Investigating age-differences in the personality traits subsumed under the Five-Factor Model has been a prominent personality research topic for years. Importantly, comparing test scores of people at various points across the life-course is based on the assumption that the scores represent the same latent traits at different age-levels. To date, however, this assumption has been only rarely explicitly tested. In this presentation, data from nearly 2,200 Estonians, aged between 18 and 89 years, was used to test for cross-sectional measurement invariance of the 30 NEO Personality Inventory-3 facets across adulthood. In addition to self-reports, ratings from knowledgeable informants were used. Analyses were carried out at the level of single items, which were treated as ordered- categorical variables. In self-reports, most facet scales met the criterion of metric but not of scalar invariance, implying that, for the majority of the scales, the same item scores corresponded to different latent trait levels at different ages. In other words, items belonging to the same facets tended to exhibit different age-differences and, therefore, aggregate scores could have masked more nuanced developmental patterns. In informant-ratings, however, most facets met the criterion of scalar invariance. This may suggest that personality trait levels are more easily comparable across adulthood if they are based on informant-ratings rather than self-reports. Alternatively, given that age-differences were generally weaker in informant-ratings than in self-reports, this may suggest that informants failed to perceive age-differences to their full degree and complexity. In either case, care is warranted when studying age-differences in personality traits.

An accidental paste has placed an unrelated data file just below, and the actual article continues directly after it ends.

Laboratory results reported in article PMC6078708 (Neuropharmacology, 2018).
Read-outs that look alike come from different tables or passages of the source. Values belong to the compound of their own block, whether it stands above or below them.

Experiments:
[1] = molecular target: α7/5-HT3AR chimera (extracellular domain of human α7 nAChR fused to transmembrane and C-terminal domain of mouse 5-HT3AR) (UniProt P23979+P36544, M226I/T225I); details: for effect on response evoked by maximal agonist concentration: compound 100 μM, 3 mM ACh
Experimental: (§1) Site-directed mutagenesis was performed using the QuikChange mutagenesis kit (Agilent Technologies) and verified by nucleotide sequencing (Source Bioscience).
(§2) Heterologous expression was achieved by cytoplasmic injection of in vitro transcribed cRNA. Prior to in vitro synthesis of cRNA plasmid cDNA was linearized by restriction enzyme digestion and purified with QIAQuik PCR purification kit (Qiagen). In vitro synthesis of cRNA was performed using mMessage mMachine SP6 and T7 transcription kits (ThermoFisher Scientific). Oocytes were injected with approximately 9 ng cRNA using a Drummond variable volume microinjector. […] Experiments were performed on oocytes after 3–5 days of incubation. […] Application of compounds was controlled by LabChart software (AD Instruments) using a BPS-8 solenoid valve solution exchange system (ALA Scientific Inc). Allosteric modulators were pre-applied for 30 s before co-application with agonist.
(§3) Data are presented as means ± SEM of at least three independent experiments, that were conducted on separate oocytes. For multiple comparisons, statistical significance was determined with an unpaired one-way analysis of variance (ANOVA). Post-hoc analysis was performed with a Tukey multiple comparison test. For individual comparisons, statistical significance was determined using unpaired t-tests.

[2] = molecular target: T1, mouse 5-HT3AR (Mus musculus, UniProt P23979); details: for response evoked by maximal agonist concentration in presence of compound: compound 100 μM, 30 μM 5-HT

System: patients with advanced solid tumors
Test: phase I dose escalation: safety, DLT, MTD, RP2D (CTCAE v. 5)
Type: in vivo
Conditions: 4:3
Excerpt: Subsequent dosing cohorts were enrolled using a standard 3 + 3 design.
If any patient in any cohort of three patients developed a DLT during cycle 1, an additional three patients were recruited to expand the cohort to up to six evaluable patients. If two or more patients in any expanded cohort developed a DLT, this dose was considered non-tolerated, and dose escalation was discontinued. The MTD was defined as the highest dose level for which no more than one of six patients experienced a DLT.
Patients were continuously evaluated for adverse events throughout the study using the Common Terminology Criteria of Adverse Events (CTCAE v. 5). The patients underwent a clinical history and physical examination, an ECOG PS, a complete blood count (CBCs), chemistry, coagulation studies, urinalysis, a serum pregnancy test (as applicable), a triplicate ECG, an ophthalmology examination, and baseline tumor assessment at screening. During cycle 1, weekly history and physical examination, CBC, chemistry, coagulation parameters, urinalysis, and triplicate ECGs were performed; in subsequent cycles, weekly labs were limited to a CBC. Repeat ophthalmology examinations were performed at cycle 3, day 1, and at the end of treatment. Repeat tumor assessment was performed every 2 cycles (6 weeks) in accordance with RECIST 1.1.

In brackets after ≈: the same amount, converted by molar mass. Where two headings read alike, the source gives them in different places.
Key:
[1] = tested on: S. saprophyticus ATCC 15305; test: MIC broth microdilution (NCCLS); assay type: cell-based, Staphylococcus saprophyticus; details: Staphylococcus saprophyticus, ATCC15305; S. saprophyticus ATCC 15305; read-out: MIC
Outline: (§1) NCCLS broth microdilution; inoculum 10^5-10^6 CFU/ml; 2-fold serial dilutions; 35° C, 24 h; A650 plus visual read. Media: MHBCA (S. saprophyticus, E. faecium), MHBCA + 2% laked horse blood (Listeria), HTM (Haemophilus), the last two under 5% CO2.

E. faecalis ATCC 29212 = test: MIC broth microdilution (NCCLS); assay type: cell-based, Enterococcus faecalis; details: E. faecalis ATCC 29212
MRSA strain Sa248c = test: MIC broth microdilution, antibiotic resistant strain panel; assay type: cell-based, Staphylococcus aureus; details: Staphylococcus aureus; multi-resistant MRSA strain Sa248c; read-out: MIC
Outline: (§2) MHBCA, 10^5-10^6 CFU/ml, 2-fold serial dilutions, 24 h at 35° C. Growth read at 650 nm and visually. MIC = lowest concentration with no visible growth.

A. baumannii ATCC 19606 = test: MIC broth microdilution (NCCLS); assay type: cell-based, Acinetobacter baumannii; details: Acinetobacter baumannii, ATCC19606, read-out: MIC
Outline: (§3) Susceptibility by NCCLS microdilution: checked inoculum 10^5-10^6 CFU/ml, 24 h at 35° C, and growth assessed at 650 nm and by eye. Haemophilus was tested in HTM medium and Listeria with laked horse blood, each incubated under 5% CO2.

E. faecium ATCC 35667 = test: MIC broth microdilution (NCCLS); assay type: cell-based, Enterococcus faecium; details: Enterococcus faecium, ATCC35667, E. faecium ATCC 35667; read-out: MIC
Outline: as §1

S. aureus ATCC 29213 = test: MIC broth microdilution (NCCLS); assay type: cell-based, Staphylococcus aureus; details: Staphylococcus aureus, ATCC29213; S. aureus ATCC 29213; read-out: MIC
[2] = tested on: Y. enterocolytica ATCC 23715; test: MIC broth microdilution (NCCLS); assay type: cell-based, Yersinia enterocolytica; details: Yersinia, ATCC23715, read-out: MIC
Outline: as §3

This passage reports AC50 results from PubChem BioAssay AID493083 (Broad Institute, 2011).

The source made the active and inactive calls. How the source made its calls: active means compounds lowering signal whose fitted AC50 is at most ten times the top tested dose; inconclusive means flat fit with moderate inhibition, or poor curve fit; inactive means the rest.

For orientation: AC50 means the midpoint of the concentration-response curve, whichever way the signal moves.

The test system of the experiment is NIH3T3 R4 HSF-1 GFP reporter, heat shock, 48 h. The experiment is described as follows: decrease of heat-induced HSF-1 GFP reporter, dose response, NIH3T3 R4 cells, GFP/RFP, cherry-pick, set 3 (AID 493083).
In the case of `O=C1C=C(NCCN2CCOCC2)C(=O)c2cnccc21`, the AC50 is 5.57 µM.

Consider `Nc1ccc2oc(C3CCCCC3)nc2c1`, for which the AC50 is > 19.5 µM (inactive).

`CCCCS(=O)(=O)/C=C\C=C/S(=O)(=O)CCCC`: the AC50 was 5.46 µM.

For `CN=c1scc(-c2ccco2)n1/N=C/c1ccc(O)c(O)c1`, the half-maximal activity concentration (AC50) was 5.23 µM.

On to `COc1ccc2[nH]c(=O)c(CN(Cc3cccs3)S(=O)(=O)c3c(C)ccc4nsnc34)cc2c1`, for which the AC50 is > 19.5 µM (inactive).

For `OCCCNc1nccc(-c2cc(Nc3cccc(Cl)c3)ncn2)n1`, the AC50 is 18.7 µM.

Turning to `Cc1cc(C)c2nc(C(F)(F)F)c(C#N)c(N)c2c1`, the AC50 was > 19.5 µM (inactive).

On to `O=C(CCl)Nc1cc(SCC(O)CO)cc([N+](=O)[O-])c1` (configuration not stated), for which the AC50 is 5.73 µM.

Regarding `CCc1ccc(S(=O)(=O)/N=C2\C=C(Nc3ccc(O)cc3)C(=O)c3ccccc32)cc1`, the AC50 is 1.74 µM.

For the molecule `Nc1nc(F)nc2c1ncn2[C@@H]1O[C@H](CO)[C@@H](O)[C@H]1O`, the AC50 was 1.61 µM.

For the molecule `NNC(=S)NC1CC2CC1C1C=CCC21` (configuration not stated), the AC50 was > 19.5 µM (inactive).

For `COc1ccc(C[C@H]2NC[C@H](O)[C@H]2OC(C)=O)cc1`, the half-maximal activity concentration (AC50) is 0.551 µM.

|Publication status||Published - 20 Mar 2013|
|Event|| 1st World Conference on Personality - Stellenbosch, South Africa|
Duration: 19 Mar 2013 → 23 Mar 2013
|Conference||1st World Conference on Personality|
|Period||19/03/13 → 23/03/13|